Parmalat Lock-Out Update
The company lock out of 70 ETU and AMWU members at the Parmalat Echuca site has now entered its third week.
For the last 15 days, locked out union members have maintained a 24 hour day, seven day a week protest camp outside the Parmalat Echuca site. The protest camp, with tents on the front lawn and caravans in the car park, has all necessary amenities; even providing an above ground, toddlers’ bathing pool!
Since the lock out commenced, the two unions have had four negotiation meetings with the company. Limited progress has been made on the outstanding enterprise agreement negotiation matters that are in dispute. The company fails to understand that union members will not accept a reduction in site wage rates and employment conditions.
At one of the four negotiation meetings, the company proposed that existing site employees should receive a 9% wage increase over the next three years while all new employees would be paid 20% less than existing employees. This discriminatory proposal was unanimously rejected by ETU and AMWU members.
PARMALAT ECHUCA – WHY IS ADAM LOCKED OUT?
When Adam Pankhurst, 28 year old ETU Shop Steward at Parmalat Echuca, arrived at work he was confronted with this big, bright red lock that his employer had lashed around the employee entrance turnstile. Parmalat had indefinitely locked out Adam and over 60 of his work mates at the Echuca dairy desserts manufacturing site.
Why have Parmalat Locked Out Adam and the other Parmalat workers?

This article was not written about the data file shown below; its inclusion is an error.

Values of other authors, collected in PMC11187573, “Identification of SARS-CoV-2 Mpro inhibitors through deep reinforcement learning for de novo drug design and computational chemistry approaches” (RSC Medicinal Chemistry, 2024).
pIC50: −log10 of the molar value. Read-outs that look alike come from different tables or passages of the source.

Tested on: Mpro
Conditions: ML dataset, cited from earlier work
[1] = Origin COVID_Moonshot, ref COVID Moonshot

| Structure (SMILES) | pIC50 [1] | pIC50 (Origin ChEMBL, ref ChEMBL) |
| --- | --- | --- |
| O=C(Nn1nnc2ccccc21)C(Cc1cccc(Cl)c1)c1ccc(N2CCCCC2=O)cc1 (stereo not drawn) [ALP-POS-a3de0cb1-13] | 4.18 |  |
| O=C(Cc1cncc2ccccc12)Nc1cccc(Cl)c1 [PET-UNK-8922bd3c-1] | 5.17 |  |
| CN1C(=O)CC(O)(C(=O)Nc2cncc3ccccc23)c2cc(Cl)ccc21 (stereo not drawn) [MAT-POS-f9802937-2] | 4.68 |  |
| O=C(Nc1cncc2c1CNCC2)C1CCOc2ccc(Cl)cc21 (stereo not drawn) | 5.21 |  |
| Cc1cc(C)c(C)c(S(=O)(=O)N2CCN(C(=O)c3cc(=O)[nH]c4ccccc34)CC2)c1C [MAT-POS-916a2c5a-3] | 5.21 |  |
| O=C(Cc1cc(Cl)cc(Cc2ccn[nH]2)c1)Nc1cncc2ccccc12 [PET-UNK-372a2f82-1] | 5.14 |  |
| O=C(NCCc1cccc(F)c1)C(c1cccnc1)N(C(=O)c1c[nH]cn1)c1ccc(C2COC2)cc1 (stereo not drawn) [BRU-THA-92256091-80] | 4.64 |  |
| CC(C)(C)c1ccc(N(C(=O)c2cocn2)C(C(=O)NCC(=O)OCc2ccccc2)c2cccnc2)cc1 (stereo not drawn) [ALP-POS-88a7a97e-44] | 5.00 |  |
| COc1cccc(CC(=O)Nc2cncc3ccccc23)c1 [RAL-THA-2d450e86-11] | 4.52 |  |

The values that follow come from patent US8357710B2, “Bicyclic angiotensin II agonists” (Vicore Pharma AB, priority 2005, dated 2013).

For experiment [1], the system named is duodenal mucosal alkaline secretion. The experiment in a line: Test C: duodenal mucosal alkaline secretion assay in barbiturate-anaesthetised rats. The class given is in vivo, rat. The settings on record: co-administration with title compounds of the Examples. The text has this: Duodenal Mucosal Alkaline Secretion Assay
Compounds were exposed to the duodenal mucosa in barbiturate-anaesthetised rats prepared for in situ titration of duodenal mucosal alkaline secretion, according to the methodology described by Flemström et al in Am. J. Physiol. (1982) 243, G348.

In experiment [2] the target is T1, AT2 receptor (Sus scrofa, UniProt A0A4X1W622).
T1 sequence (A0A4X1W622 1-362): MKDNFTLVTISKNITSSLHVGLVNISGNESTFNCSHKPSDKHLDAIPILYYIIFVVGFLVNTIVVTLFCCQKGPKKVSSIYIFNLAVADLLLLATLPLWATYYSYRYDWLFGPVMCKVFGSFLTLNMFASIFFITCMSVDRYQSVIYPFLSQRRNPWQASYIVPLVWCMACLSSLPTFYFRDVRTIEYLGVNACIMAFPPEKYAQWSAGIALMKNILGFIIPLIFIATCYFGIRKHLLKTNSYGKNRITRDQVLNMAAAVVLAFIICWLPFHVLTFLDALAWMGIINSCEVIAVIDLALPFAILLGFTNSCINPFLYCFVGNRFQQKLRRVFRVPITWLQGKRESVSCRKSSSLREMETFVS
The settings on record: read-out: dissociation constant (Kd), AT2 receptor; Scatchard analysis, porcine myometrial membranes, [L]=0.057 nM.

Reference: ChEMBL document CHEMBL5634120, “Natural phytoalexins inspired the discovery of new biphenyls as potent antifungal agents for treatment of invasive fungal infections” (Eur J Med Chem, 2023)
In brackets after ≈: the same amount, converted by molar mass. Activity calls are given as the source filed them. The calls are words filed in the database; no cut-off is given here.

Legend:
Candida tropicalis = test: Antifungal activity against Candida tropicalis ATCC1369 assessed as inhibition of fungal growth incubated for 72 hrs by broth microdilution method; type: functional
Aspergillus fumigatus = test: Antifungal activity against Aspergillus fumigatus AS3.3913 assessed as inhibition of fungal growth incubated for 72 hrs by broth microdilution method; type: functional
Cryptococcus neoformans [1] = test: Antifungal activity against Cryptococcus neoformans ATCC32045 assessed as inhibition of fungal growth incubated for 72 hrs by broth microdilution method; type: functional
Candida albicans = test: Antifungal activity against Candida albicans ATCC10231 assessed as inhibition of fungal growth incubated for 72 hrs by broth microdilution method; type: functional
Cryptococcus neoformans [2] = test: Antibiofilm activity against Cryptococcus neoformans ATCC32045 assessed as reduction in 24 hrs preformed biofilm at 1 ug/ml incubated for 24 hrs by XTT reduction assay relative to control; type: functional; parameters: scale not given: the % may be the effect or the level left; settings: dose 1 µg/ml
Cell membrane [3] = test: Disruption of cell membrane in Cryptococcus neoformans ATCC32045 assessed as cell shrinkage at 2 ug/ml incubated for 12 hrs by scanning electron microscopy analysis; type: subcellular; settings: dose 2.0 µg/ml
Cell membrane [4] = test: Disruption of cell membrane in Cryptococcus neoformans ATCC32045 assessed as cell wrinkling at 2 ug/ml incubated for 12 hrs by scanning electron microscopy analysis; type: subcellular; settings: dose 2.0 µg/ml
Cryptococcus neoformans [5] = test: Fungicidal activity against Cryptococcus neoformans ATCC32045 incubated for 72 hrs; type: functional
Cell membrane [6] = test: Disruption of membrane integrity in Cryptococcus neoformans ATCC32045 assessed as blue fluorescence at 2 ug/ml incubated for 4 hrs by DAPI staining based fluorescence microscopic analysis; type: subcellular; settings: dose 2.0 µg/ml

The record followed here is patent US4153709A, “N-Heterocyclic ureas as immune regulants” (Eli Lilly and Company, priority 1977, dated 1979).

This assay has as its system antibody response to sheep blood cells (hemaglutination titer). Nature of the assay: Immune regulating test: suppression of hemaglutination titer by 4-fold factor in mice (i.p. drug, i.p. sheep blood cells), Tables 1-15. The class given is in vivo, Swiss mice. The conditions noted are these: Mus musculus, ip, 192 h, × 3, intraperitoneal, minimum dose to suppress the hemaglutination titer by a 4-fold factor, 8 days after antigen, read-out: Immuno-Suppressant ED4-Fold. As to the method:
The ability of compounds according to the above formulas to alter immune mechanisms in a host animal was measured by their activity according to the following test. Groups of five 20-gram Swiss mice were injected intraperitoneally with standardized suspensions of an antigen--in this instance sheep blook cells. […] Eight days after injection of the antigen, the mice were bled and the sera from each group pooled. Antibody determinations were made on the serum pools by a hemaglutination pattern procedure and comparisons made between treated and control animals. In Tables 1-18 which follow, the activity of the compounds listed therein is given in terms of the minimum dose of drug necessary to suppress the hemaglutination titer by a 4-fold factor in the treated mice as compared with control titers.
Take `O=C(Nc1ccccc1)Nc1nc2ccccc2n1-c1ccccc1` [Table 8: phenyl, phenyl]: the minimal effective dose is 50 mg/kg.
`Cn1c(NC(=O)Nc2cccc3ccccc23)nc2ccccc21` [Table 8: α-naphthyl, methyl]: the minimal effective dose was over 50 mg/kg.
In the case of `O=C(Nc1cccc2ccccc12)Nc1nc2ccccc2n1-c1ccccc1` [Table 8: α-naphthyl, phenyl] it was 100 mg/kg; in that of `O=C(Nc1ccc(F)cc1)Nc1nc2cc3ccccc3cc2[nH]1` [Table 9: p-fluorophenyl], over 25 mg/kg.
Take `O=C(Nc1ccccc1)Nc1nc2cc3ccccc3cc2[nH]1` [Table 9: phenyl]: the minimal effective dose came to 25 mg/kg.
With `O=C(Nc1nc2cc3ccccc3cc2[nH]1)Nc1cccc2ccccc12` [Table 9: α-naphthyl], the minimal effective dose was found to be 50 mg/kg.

In July 2016 Parmalat, that is owned by Lactalis, the largest dairy manufacturing company in the world, presented the ETU and AMWU with an enterprise agreement log of claims that represented a major attack on the wage rates and employment conditions that applied at the Echuca site.
In early October 2016, Parmalat lodged an application with the Fair Work Commission to terminate the existing Enterprise Agreement that covers the Echuca site. This application was lodged with the Commission only five weeks after the Agreement’s nominal expiry date. The Commission is due to formally consider this application on 16th & 17th February 2016.
If the Fair Work Commission approves this application, Parmalat Echuca employees will lose between $10 to $20 an hour in wages for ordinary time work. This amounts to between $400 and $800 a week reduction for each employee. As well, reductions in shift penalty loadings will result in a further loss of between 5% and 15% in wages. Workers would also face reduced overtime penalty rates and their long service leave accrual rate would be 30% less. They would have massive reductions in redundancy pay entitlements. Employees currently entitled to over $100,000 in redundancy pay would have this entitlement reduced to as little as $10,000.
Parmalat has told the Fair Work Commission that it is in the public interest that the Commission terminate the existing Echuca site Agreement.
Adam Pankhurst is married. He has a 4 year old son, an 18 month old daughter and a mortgage on the family home in Echuca. Many workers at Parmalat have similar backgrounds.
Forbes business magazine estimates that Emmanuel Besnier, the Chief Executive Officer of Lactalis, has a personal worth of $6.7 billion and in 2015, Parmalat Australia’s sales revenue was $1.65 billion.
We believe it is ridiculous that Parmalat can suggest that it is in the public interest that the wages and employment conditions of Adam and his work mates should be massively reduced.
Who do you support?